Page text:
Illustrated Dictionary of British Churches - Chapel Definition

History and Architecture

Chapel

A small chamber (or sometimes an entirely separate building) for worship. Chapels were often devoted to a specific saint or to a paticular form of worship or activity. Medieval churches often have chapels built into aisles, or at the east end of the church. The largest chapel in common use was the Lady Chapel, usually sitauted at the extreme east end of the church and dedicated to the Virgin Mary.

A Chantry Chapel is a special chapel devoted to saying prayers for the dead, especially for the founder of the chapel. In the medieval period it became common for rich people to give money for an elaborately decorated chantry chapels, with funds to pay a priest to say prayers for the patron's soul and those of their family members. These chantries were often finely carved and vaulted, and were a form of status symbol.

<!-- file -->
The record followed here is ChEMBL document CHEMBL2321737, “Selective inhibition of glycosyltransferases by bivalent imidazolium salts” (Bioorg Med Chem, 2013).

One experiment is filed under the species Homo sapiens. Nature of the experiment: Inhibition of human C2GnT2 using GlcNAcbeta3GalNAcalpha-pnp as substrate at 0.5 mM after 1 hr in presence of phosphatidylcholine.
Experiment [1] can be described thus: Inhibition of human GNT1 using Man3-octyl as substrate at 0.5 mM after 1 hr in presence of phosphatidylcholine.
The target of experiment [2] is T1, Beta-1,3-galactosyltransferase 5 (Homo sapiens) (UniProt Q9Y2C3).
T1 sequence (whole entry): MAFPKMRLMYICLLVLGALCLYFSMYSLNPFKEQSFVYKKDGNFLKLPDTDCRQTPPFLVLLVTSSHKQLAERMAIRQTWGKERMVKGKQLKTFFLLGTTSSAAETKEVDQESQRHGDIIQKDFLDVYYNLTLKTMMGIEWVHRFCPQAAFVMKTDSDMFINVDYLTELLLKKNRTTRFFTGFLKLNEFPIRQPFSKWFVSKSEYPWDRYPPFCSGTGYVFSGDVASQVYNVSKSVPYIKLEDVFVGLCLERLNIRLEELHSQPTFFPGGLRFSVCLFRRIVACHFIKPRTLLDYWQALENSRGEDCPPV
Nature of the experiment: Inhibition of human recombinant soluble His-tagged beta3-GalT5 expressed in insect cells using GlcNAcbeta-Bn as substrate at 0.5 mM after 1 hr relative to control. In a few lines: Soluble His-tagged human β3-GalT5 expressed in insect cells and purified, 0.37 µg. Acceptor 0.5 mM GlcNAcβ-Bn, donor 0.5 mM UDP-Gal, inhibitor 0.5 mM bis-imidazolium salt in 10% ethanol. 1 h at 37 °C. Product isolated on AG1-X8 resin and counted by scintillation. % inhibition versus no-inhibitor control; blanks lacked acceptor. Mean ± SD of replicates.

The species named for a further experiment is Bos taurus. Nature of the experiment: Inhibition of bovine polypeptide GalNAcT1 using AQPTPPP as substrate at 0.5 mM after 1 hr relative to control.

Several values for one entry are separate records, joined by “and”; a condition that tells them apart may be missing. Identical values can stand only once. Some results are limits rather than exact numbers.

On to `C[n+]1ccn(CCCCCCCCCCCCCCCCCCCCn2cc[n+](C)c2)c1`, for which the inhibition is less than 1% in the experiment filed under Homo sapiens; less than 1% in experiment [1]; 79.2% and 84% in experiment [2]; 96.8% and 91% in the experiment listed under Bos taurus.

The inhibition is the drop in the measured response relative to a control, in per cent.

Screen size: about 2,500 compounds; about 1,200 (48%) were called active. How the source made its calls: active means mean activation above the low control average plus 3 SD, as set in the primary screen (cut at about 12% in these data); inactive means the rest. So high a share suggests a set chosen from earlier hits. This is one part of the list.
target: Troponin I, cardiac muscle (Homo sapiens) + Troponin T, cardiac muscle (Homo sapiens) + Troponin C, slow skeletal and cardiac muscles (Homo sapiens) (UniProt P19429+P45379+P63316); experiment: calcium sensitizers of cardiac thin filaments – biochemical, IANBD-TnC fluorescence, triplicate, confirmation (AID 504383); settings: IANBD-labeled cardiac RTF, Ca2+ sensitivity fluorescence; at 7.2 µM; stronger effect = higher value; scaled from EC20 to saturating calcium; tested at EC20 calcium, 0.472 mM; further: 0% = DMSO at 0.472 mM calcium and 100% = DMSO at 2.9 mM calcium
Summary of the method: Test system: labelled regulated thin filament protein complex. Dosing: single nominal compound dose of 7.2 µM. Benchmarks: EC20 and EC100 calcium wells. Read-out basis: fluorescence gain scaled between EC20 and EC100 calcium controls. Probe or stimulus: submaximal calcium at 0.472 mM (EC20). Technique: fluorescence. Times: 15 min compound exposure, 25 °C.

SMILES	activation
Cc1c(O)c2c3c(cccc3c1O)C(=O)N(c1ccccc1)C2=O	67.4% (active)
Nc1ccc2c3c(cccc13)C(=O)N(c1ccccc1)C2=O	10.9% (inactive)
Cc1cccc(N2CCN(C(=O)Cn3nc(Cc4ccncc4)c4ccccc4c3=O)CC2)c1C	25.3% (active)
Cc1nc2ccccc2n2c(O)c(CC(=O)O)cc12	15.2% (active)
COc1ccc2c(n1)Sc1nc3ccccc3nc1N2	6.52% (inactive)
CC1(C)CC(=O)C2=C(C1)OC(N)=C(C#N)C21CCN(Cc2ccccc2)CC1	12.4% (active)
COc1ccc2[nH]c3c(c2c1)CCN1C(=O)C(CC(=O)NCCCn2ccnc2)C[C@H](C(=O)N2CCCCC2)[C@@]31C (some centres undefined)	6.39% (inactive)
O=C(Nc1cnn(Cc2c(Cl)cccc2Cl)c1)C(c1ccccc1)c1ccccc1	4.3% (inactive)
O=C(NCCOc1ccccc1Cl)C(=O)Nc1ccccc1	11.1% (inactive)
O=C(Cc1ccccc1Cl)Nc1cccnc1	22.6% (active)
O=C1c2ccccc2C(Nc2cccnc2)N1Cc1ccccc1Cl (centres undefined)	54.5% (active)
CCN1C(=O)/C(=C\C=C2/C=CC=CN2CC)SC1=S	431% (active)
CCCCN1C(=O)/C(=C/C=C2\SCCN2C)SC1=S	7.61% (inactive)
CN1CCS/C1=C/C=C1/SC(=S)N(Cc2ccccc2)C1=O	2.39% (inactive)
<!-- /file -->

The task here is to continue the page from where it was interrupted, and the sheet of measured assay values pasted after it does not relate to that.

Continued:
Similar terms: Lady Chapel, Chantry Chapel

Related: Lady Chapel   Chantry  




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This British Bible was published in 1611 following the Hampton Court Conference of 1604



23 May, 1208

Pope Innocent III places England under interdict (no church services)

King John strikes back by seizing all church property, though loyal clergy were allowed to buy their property back

This king's frst wife was earlier married to his brother, Arthur



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